Well, after reading and watching time lapse (TL) videos and thinking “I can do that!” I decided to give it a whirl. So here is my “I can do that!” video!

[vimeo 25581626]

For my first attempt I was very pleased with the results.  Could it have been better? Yes! But the main thing for me was that I actually took the time to setup my tripod, camera, and edited the images into a video.  I did all of this in one evening after work so TL photography is not as time consuming as I thought it would be and is very addicting.

The technical info:

I was using a Manfrotto 3001 w/ pan tilt head with a Canon 20D w/ 17-40 f4.  The 20D settings were ISO 100, AV mode  at f4, one shot,  -1 exposure, and in RAW. I didn’t use mirror lockup or long exposure noise reduction and the lens was set to manual focus and at 17 mm. To remotly trigger the shutter I used the TC-80N3 and it was set to Interval Timer Mode of 1 minute.

The TL was started at 4:53p and the last image was taken at 6:42p. Being just short of 2hrs the TL played at 24fps (frames/sec) only lasts for 4 secs.  So that is one area I want to imporve on in furture TLs. To edited the images I used LightRoom 3 and with the help of this slideshow plugin (http://lightroom-news.com/2009/10/28/direct-timelapse-video-export-from-lightroom/) whichs allows you to export your slideshow in 720p at 24fps which I believe makes the landscape TLs look much cleaner. To back track here is my LR3 workflow for the TLs. Once I have downloaded the images to LR3 then I convert all images from Canon’s RAW format to DNG. After they are DNG I edit the first image then snyc the rest of the images to the same settings then convert to jpg. Now with all the jpgs in their own folder I select them all then go to the slideshow module and select the 24fps Timelapse (link above also has the templates for dload and a video on how to use the template and how to install it) preset from my user templates list then export as 720P TL, save and you are done.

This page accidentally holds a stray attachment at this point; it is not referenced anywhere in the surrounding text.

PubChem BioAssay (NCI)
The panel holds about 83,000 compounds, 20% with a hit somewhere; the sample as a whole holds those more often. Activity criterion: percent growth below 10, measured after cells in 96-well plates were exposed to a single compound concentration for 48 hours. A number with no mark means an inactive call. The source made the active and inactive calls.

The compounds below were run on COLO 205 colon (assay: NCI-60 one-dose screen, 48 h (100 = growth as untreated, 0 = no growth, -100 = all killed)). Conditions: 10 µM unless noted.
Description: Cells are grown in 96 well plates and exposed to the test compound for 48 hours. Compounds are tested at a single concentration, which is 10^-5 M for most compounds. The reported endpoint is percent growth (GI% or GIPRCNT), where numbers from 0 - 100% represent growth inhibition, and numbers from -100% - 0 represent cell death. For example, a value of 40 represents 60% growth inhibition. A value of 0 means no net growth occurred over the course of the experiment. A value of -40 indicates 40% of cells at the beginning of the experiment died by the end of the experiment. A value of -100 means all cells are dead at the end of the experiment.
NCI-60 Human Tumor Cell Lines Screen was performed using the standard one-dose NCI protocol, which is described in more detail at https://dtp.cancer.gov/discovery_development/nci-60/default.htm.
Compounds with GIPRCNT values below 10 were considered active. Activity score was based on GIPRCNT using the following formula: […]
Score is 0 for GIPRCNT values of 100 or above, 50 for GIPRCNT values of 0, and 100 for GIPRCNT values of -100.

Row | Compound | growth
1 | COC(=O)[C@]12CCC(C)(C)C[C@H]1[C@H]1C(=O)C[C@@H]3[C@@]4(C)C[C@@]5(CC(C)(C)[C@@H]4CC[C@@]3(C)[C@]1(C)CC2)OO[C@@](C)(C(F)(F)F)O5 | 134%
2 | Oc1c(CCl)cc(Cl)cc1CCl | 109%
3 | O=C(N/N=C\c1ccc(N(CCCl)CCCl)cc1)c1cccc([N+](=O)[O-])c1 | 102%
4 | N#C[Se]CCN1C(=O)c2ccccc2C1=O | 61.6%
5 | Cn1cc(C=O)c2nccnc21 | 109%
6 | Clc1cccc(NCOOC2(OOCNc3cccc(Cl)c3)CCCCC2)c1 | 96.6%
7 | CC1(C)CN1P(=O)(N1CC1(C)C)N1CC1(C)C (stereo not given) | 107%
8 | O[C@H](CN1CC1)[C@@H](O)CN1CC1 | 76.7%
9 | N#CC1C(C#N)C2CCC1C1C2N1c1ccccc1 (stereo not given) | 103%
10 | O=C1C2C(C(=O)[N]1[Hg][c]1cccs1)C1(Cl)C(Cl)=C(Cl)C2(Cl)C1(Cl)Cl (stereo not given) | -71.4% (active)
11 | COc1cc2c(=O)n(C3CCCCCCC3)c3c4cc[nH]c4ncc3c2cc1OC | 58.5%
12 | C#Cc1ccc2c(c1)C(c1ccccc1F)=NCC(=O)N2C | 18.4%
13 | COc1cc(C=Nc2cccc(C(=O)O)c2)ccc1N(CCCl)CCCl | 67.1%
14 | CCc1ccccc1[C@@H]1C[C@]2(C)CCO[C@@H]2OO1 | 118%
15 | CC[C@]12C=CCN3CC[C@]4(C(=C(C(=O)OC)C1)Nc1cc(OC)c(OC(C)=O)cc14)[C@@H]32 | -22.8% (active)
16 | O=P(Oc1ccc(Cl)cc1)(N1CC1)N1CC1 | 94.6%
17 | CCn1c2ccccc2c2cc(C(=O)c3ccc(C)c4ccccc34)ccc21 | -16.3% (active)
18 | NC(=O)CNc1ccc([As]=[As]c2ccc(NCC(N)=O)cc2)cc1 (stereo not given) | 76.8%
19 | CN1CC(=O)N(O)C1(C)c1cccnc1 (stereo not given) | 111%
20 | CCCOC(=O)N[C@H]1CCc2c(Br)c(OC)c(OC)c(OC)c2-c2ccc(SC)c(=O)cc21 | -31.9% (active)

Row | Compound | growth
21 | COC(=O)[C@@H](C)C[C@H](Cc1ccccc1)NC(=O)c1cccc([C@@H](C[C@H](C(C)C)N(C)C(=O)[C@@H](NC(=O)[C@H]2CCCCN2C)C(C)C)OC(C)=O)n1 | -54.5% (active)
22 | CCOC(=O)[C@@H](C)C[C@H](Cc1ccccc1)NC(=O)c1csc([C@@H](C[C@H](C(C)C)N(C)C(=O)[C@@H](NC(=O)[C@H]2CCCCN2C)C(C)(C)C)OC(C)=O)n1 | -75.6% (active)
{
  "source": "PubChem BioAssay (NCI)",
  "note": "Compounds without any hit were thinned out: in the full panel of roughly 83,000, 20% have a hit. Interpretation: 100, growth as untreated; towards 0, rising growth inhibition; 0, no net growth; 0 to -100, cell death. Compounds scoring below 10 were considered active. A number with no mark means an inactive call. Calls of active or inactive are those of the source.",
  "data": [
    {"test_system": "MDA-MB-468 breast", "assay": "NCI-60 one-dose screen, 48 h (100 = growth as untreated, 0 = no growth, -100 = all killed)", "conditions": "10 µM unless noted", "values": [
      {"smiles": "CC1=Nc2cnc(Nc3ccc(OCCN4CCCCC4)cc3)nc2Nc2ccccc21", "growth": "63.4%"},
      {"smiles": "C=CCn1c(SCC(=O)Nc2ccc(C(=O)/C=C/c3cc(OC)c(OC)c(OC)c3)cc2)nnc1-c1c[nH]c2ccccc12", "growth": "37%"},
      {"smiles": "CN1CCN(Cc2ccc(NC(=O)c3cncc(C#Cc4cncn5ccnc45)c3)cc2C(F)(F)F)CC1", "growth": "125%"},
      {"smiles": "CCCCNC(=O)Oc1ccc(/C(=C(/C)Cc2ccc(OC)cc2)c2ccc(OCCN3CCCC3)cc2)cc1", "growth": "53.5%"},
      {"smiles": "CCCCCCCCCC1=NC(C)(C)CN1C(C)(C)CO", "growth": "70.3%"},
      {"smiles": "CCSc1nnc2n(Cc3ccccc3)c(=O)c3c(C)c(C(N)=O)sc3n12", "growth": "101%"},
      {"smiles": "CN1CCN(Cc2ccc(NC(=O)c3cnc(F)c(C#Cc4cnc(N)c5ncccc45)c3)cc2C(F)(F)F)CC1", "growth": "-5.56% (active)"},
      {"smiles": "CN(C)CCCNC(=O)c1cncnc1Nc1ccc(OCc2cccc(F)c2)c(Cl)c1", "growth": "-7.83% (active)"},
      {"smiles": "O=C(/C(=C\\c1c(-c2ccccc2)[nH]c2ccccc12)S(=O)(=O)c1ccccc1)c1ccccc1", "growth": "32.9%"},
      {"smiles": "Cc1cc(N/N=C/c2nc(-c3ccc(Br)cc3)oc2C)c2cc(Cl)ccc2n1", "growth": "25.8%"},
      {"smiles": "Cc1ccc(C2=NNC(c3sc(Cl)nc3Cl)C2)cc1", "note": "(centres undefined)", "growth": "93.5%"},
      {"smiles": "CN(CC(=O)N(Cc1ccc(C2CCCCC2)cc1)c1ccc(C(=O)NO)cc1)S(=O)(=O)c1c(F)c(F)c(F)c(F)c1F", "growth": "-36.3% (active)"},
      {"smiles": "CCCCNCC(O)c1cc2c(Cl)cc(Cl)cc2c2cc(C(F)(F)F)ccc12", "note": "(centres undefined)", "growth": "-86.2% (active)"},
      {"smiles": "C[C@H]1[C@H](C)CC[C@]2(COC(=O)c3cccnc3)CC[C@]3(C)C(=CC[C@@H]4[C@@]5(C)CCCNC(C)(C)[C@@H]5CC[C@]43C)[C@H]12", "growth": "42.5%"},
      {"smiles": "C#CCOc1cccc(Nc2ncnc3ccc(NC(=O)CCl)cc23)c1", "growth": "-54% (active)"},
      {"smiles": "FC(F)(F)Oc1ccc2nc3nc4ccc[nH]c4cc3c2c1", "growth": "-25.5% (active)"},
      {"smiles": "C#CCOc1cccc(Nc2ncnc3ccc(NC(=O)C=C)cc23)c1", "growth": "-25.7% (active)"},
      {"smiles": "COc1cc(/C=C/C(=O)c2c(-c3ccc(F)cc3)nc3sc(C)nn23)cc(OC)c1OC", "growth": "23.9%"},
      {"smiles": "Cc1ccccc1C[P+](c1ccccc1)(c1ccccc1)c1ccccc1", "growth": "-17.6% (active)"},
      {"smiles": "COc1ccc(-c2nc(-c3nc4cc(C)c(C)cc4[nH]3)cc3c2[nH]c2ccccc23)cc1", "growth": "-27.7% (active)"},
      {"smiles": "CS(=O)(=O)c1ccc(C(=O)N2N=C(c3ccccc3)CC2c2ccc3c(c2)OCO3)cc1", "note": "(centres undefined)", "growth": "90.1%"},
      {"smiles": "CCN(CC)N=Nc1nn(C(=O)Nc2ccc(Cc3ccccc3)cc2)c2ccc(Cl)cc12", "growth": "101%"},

So what did I learn:

1. Get a larger CF card – 2GBs is just not enough for this style of photography. Unless you like to swap out cards and run the risk of moving your camera or forget to swap the card and have a gap in your images.
2. Take an image every 20-30 secs unitl your exposure lenght gets within 5 secs of the  time interval then move the image interval to 1 min.
3. The  cold air (10F) temp will suck the juice right out of your batteries and you!
4. Turn off the image review to help with battery life.
5. Under exposing by 1 stop makes the blacks pop in the images.
6. Having a very large ziplock bag to put your camera, lens, and remote release in before you bring in your frigid camera into your warm house will keep the moisture off your gear.

In closing this is a great fun, very additcting, and is different than from normal photography … at least for me. Since this TL was taken I have taken a few more TLs that were longer (4hrs +) and closer intervals (20-30secs intervals) and those settings do help no clouds or too many clouds break the TL video.  With to little clouds and being in the city the stars are not very bright so the TL is missing some action.  With a completely cloudy sky the clouds blur together and you can loose action. Well I hope my few experinces can help you with your TLs.

Thanks for viewing and I hope this helps inspire you to go out and take your own time laspe video!!


2 thoughts on “Time Lapse photography…

  1. Thanks JP for letting me know about the video not playing. I thought it was because every pc i tested on was windows 7. So now i have embeded the video from vimeo and seems to be working now. Please let me know if you have any more issues. Thanks, Andy

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